UBC Digital Visions, Michael Jacoby

Jul 28th, 2009 | Category: Press -Critique
UBC Digital Visions, Michael Jacoby

Fugacity, Nothing U can DO !!, and Stratify

TJADER-KNIGHT inc.s’ three digital hybrids, “Fugacity”, “Nothing U can DO !!”, and “Stratify”, work to eliminate the contemporary viewpoints in the history of conflict by removing any sense of a one-dimensional narrative. TJADER-KNIGHT inc. breaks down the classical narrative and instead, presents an antiauthoritarian one with a stream of sounds, images and text devoid of any central point of view. General points of view do exist however within the jumbled sources of information. As this name implies, “Fugacity” is an attempt at portraying history in its transitory state by presenting the forces that show history in a volatile manner. “Nothing U can DO !!” comments on history’s deficiency in capturing 20th century sources of power through the over simplification of historical atrocities. The last work, “Stratify”, mirrors the problems in trying to identify and escape an individual’s placement in the organization of power within historical documentation. All three pieces argue that the investigation of power in 20th century conflict is less important when compared to what one already knows about power and why one knows only those power sources. By intentionally arranging the mediums of history – sounds, images, and text – on the Internet, TJADER-KNIGHT inc. emphasizes a “perpetual ellipsis” of history and the Internet.

In “Fugacity”, the artist presents the audience with multiple viewing positions through the juxtapositions of images, sound, and text. Documentary footage of the malfunctioning nuclear power plants and nuclear weapons testing on the Pacific by the Americans is presented. The first superimposed image is the structure of Tshernobyl.

Below these images, text from Hakim Bey’s The Ontological Status of Conspiracy Theory begins to scroll across a selected verse from the Bhagavad Gita. Selected text from Hakim Bey’s work describes the displacement of power through the multiple levels of history. The citation from the Bhagavad Gita relates to a quotation made by Robert Oppenheimer during his witnessing of the first atomic explosion. While both Oppenheimer and Bey’s quotations are important in what they discuss, the intentional omission of the complete text seems just as important. The deliberate omission of the piece leads the audience to recognize TJADER-KNIGHT inc.s’ intentional manipulation. This manipulation can be read in many ways. On one level, it parallels a potential conspiracy theory of historical manipulation noted in Bey’s work and the “conspiracies of the former Soviet Union regarding their neighbouring states” through the images of Tshernobyl (TJADER-KNIGHT inc.). On another level, it parallels the power to destroy information through the creation of new associations within the web page. The viewer is led to investigate how the sources relate to each other. They are also led to investigate how these sources, working as a whole, relate to the viewer. They are also poised to explore how this piece relates to the artist and how the sources take on new forms of information through the conscious selections of the artist. “Fugacity” urges the viewer into several paths at once – allowing many transitory revelations to appear to the viewer.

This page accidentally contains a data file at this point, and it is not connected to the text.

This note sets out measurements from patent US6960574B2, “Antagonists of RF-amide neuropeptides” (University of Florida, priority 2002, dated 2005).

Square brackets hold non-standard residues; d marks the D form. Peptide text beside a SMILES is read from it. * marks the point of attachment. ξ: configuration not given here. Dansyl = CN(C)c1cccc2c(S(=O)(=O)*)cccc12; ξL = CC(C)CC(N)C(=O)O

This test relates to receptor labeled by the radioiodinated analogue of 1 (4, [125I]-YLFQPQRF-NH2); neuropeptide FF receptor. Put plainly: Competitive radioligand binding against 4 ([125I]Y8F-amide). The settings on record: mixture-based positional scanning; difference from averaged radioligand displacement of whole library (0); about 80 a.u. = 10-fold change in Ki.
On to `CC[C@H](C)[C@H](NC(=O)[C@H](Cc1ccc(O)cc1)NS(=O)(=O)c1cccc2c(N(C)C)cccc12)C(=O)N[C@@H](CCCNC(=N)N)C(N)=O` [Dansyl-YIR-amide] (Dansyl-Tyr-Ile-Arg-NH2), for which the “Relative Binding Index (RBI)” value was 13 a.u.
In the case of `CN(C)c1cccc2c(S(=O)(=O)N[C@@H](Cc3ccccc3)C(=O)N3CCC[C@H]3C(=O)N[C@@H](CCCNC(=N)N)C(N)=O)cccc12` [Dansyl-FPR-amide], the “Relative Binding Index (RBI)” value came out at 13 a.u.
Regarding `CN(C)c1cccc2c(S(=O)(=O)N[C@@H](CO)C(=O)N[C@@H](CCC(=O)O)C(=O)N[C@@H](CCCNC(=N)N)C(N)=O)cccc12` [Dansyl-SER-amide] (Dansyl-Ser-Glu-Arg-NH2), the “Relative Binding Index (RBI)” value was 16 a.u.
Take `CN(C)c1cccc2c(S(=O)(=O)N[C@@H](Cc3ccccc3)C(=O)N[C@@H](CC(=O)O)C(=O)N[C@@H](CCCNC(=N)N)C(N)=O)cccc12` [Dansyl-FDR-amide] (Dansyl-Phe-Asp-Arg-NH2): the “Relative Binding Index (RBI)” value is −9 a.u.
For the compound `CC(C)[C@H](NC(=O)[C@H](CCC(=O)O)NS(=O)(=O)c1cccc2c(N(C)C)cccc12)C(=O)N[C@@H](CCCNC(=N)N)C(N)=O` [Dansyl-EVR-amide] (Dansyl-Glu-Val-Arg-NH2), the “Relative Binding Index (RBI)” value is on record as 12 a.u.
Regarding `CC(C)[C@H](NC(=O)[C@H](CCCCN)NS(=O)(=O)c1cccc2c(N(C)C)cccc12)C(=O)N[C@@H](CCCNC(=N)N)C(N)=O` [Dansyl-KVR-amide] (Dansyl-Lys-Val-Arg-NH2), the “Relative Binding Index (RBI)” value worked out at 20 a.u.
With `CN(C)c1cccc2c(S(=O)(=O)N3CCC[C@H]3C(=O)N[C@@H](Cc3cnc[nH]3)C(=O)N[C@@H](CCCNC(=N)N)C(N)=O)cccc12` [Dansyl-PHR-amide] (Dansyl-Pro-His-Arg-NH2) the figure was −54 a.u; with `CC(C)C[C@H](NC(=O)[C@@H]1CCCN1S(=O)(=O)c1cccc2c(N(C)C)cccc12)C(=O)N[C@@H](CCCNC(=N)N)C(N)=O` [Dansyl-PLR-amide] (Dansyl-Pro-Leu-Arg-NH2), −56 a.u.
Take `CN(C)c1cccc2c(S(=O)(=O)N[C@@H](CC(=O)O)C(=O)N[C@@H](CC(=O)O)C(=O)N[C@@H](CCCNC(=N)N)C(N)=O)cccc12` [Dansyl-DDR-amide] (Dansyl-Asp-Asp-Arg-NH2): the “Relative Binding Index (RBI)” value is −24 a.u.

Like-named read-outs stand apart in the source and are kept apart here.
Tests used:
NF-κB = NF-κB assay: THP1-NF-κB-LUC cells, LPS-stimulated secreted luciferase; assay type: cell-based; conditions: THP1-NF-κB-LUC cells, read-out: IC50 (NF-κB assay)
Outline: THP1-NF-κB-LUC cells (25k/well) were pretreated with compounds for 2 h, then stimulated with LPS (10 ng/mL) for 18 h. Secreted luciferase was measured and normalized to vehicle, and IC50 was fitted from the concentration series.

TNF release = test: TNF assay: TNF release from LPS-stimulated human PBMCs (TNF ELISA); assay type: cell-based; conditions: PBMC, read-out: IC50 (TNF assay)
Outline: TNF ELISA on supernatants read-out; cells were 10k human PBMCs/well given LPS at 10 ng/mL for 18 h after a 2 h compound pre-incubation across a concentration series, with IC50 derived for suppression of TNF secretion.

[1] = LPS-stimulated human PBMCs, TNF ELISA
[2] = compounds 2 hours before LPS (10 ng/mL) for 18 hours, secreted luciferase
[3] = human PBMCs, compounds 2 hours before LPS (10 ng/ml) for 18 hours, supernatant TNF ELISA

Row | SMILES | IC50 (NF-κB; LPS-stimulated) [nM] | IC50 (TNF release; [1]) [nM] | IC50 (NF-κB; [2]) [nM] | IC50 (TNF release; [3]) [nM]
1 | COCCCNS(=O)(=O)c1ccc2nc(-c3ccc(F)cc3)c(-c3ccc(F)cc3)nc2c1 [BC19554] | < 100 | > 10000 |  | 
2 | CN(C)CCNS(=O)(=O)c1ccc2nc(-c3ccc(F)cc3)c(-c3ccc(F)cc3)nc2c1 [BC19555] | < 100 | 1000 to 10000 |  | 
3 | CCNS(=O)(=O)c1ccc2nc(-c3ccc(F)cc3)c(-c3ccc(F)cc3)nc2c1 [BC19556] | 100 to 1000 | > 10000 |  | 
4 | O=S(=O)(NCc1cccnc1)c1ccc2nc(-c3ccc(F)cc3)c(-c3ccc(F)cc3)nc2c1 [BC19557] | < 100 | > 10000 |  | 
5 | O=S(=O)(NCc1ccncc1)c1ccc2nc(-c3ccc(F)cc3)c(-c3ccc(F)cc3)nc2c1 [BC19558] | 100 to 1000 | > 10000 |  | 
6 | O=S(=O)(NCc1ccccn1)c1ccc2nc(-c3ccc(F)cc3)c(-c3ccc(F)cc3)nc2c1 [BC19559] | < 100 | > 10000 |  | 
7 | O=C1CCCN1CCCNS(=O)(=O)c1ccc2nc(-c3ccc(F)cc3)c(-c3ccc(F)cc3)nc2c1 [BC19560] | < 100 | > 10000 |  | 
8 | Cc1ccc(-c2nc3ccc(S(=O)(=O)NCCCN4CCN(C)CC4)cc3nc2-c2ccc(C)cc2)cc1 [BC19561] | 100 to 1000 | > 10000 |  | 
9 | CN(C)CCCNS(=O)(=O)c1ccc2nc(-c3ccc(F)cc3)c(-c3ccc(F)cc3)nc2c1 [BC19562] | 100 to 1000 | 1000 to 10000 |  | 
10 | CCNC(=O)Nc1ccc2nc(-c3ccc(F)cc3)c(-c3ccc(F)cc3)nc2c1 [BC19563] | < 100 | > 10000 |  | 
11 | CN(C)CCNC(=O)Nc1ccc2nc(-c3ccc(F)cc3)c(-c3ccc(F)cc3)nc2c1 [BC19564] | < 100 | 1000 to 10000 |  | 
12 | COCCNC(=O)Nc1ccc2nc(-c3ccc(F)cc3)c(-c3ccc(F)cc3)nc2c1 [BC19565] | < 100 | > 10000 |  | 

Because of the barrage of information displayed to the viewer, the viewer is only able to pick up specific pieces of information. The perception of the whole becomes a series of replays, in which the viewer replays the artwork repeatedly to find different points of viewing positions. In “Nothing U can DO !!”, the artist demonstrates how this positioning of the viewer parallels the inadequacies of historical documentation. While viewers have the luxury of rereading or replaying documents, viewers do not have this luxury in real time and space. There are visual references to many atrocities including the Holocaust, early 20th century Japanese invasions of Asia, South American dictators’ drug wars, and Tibet. In relation to these war crimes and atrocities, it is impossible to understand the true experiences and suffering of the people under brutal regimes unless one was actually there. This is symbolized through the sliding photos of prisoners and tortured captives. In “Nothing U can DO !!”, the sliding images represent a microcosm in onto themselves. The massive destruction in these events are shrunk down and minimized into still photographs. The viewer’s knowledge is not of the actually experience, but the experience of the photograph. This temporal displacement that the viewer experiences shows the viewer one of history’s main flaw; although documentation can capture sounds, images, and text, the emotions are left to the subjectivity of the viewer.

“Stratify” elaborates on the inadequacies of history by discussing how the meanings of words can change from person to person. TJADER-KNIGHT inc. displays sections “G” and “D” of Gilles Deleuze’s Desire and Pleasure next to an aurora of slowly morphing light. The text from section “G” is stationary while section “D” scrolls vertically up the screen. “Stratify” brings to light the discrepancies of words through a discussion of word meanings between Deleuze and Foucault. In Desire and Pleasure, Deleuze discusses how the words ‘desire’ and ‘pleasure’ move him into different positions of thought than those of Foucault.